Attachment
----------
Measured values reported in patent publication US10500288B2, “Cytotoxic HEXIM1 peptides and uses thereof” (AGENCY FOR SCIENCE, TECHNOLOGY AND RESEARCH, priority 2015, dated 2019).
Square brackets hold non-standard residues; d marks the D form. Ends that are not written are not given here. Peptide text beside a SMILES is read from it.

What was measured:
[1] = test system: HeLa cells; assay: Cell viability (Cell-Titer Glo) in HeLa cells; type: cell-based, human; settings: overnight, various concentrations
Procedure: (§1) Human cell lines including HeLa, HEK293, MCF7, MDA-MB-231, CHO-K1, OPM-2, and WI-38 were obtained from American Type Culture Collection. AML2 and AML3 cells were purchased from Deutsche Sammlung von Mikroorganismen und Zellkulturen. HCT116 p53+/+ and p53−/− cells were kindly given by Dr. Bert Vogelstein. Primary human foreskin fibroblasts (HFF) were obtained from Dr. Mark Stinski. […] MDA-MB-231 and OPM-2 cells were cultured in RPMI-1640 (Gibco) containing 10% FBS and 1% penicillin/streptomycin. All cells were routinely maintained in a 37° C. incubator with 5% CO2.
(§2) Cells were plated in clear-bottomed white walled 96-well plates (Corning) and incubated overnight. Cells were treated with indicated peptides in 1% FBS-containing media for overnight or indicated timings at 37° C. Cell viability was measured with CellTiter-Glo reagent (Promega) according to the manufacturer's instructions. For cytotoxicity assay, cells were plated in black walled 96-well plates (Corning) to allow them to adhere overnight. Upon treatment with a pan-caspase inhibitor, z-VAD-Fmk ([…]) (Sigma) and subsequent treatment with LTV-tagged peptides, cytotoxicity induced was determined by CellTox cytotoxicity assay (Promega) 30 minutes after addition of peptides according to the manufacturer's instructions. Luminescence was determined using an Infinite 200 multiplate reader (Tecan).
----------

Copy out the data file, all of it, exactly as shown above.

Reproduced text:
Measured values reported in patent publication US10500288B2, “Cytotoxic HEXIM1 peptides and uses thereof” (AGENCY FOR SCIENCE, TECHNOLOGY AND RESEARCH, priority 2015, dated 2019).
Square brackets hold non-standard residues; d marks the D form. Ends that are not written are not given here. Peptide text beside a SMILES is read from it.

What was measured:
[1] = test system: HeLa cells; assay: Cell viability (Cell-Titer Glo) in HeLa cells; type: cell-based, human; settings: overnight, various concentrations
Procedure: (§1) Human cell lines including HeLa, HEK293, MCF7, MDA-MB-231, CHO-K1, OPM-2, and WI-38 were obtained from American Type Culture Collection. AML2 and AML3 cells were purchased from Deutsche Sammlung von Mikroorganismen und Zellkulturen. HCT116 p53+/+ and p53−/− cells were kindly given by Dr. Bert Vogelstein. Primary human foreskin fibroblasts (HFF) were obtained from Dr. Mark Stinski. […] MDA-MB-231 and OPM-2 cells were cultured in RPMI-1640 (Gibco) containing 10% FBS and 1% penicillin/streptomycin. All cells were routinely maintained in a 37° C. incubator with 5% CO2.
(§2) Cells were plated in clear-bottomed white walled 96-well plates (Corning) and incubated overnight. Cells were treated with indicated peptides in 1% FBS-containing media for overnight or indicated timings at 37° C. Cell viability was measured with CellTiter-Glo reagent (Promega) according to the manufacturer's instructions. For cytotoxicity assay, cells were plated in black walled 96-well plates (Corning) to allow them to adhere overnight. Upon treatment with a pan-caspase inhibitor, z-VAD-Fmk ([…]) (Sigma) and subsequent treatment with LTV-tagged peptides, cytotoxicity induced was determined by CellTox cytotoxicity assay (Promega) 30 minutes after addition of peptides according to the manufacturer's instructions. Luminescence was determined using an Infinite 200 multiplate reader (Tecan).